Headache & Migraine


Headache is the most common reason for patients to see neurologists.  A sudden, severe headache that is different from a patient’s previous headaches is a medical emergency, while headaches that come and go over many years are usually due to migraine.  Headache, however, is only one of the many symptoms of migraine and it is very common for patients to have migraine attacks with no headache at all.  Nonheadache symptoms of migraine include sinus congestion, upper or lower abdominal discomfort or pain, chest pain, changes in blood pressure or pulse, light intolerance, noise intolerance, floaters or lights in the vision, tingling, spinning sensation (vertigo), and even difficulty speaking or weakness on one side of the body (mimicking a stroke).  Patients of all ages can suffer headache or migraine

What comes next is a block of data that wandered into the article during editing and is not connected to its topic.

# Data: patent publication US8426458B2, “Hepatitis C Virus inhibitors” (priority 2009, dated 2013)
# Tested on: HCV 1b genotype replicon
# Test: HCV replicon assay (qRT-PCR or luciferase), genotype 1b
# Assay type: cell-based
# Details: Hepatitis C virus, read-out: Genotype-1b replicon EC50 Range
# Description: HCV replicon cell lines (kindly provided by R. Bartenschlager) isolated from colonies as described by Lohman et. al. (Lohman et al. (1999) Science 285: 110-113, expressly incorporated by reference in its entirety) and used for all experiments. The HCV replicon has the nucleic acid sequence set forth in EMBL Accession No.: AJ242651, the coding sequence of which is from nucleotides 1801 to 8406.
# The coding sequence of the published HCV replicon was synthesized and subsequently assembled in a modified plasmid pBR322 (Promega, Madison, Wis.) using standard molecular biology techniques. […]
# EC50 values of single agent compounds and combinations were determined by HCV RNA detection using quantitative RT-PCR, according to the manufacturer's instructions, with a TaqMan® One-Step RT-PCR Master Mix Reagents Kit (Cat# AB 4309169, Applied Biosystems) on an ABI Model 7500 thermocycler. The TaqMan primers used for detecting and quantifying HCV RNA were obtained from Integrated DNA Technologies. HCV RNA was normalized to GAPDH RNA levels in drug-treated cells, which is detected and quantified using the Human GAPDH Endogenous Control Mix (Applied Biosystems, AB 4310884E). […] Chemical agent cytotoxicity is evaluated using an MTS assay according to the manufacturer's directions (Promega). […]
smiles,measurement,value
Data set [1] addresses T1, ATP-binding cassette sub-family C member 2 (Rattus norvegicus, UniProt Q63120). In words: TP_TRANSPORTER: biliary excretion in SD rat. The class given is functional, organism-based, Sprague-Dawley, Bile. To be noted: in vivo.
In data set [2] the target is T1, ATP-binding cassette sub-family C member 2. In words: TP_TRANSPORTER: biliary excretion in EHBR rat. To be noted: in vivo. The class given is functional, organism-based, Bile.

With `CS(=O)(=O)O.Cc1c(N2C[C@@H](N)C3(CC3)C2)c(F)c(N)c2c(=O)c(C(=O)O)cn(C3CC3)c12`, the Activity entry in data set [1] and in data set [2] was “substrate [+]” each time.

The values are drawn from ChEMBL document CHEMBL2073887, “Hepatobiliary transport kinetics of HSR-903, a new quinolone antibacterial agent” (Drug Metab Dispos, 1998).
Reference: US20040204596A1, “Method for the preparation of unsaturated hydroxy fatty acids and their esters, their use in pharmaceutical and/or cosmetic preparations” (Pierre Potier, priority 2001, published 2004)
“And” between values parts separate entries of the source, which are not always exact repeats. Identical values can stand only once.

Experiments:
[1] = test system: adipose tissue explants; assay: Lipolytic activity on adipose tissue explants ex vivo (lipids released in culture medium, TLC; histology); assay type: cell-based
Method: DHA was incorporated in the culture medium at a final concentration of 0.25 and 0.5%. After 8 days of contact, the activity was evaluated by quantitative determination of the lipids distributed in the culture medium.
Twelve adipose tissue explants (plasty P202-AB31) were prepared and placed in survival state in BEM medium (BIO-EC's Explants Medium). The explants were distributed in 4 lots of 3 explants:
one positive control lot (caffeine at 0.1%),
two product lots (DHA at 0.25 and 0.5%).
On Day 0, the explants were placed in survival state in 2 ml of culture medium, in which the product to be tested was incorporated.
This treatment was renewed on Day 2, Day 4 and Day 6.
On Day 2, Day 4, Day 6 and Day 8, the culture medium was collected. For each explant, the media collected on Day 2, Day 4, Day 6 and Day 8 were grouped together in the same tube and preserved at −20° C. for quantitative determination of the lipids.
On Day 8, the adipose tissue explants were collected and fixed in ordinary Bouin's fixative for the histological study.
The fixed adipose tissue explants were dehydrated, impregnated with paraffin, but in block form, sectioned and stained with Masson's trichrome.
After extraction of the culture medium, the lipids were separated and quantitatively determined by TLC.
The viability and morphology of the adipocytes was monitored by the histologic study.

Deepti G. Chrusciel, MD
Rhonda Coleman-Jackson, DNP, APRN-CNS
David Lee Gordon, MD
Lea D. Scoglietti, NP-C

OU Children's Physicians
OU Physicians                         
OU Physicians
OU Physicians